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Economic News

New home construction in danger as permits hit lowest level ever

We reported last month limping new home sales stats and despite the multifamily sector experiencing the highest levels of optimism since 2006, this month marks a dark moment in new home construction’s history as February’s housing start numbers experienced their biggest decline since 1984 (when Cyndi Lauper hit us with Time After Time) and approved building permits are at their lowest level ever. EVER!

For the industry cheerleaders saying the recovery has started, tell that to the builders who not only had the rug pulled out from underneath but their kneecaps broken as they fell to the floor. Housing starts dropped 23% in February which barely beats April 2009’s record low.

Even economists that have been predicting a slow spring for builders are stunned. Building permits fell 20% to a record low and the National Association of Builders keeps up the monotonous finger pointing at construction lending as they have for years (despite loans being made on the continually high inventory levels).

Foreclosures remain the biggest threat to builders who in previous years were the kids on the block that could wheel and deal. The good news lies in the investment sector- if your clients are looking to invest, home builders are in a position to bargain. Oh, and if you go into a national builder who says they’re already offering all they can (free blinds and 1 point toward closing) and that they’re doing well, print out this article and hand it to them to see if the onsite knew the historical milestones hit last month.

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Lani is the COO and News Director at The American Genius, has co-authored a book, co-founded BASHH, Austin Digital Jobs, Remote Digital Jobs, and is a seasoned business writer and editorialist with a penchant for the irreverent.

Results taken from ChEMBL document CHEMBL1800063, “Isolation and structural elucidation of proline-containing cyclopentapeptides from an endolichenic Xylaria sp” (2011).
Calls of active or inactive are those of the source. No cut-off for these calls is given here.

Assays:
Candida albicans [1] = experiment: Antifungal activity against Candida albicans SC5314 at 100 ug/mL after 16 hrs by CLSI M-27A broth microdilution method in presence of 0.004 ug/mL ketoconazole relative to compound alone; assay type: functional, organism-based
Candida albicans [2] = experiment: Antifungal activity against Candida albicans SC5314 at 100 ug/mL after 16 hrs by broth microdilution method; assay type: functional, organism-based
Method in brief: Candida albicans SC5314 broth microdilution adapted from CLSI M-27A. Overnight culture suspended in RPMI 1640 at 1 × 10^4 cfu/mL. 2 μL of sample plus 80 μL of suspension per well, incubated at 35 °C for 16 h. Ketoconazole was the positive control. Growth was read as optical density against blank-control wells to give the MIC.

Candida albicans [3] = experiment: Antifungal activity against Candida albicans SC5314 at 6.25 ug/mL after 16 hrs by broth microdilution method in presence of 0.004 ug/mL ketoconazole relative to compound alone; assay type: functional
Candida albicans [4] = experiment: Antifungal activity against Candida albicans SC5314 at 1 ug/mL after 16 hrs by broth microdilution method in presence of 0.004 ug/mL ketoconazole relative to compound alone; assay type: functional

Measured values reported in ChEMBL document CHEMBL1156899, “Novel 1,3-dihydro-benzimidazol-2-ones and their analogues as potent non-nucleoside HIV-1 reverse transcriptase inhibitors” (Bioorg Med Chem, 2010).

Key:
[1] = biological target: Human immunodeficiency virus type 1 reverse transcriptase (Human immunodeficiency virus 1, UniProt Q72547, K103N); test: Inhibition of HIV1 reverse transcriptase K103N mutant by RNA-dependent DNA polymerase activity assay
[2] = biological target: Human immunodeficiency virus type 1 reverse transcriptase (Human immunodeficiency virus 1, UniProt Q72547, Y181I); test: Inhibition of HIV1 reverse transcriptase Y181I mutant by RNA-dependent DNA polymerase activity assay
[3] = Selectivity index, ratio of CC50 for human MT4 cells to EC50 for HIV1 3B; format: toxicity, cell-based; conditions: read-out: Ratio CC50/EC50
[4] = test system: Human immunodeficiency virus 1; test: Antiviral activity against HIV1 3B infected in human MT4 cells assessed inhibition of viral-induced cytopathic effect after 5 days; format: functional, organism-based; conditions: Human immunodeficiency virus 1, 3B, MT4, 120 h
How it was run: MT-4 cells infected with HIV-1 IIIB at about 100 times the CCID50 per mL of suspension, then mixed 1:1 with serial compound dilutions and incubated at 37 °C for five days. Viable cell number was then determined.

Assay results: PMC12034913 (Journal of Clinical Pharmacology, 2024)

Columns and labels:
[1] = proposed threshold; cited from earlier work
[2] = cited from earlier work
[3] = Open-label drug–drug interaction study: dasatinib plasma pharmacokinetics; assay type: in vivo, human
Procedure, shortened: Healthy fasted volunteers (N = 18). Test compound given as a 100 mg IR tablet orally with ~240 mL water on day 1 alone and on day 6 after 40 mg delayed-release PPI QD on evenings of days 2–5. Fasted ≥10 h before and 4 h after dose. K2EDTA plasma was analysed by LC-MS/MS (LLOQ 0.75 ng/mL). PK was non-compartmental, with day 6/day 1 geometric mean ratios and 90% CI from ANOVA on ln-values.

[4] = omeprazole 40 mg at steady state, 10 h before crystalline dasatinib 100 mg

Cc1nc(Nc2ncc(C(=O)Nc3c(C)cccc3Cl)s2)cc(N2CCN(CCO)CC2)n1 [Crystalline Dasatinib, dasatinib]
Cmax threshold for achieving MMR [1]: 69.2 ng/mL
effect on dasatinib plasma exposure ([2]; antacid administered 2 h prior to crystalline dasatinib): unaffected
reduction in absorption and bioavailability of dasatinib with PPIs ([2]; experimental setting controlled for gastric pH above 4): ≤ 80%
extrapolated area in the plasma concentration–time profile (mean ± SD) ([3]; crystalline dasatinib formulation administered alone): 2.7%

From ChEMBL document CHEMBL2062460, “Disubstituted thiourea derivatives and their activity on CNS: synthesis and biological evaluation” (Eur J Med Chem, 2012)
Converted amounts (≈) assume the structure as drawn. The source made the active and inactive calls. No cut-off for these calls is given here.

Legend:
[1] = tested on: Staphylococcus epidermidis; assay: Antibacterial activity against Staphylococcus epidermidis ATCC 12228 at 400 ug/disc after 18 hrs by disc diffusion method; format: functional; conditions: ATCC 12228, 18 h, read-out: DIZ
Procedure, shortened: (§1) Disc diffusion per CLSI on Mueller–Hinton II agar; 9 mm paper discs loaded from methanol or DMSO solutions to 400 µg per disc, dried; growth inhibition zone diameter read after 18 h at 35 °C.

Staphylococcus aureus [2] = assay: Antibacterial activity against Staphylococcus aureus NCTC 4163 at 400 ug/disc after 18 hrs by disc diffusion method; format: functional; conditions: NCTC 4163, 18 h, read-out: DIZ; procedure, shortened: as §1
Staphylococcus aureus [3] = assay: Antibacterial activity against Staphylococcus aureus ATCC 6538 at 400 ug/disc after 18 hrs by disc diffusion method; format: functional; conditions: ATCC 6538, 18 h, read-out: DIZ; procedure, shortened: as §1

1. Joe Manausa

    March 17, 2011 at 5:58 am

    “Foreclosures remain the biggest threat to builders who in previous years were the kids on the block that could wheel and deal” This is exactly right Lani, the over-building during the boom years has created a glut. Instead of a new-home market, we’re in a recycle market where foreclosures and shadow inventory are replacing home builders.

  2. Jeff Brown

    March 17, 2011 at 12:20 pm

    This has been interesting, and a bit confusing to watch in real time. The numbers don’t lie. Yet, in two hugely popular markets in Texas, Austin and the Dallas/Fort Worth MetroPlex, the relatively cheap, well located land zoned for residential/residential income is officially gone. It’s all been spoken for, and much of it recently. It appears possible that the early spring of ’12 might bring those markets a new supply — and one that’ll be sold surprisingly quickly. Don’t misunderstand though — those two areas aren’t comparable to most of the rest of the country.

    It’ll be fun watching this unfold. I’d watch for permits to begin sprouting late this year, though weather patterns there may put it into the first quarter of ’12.

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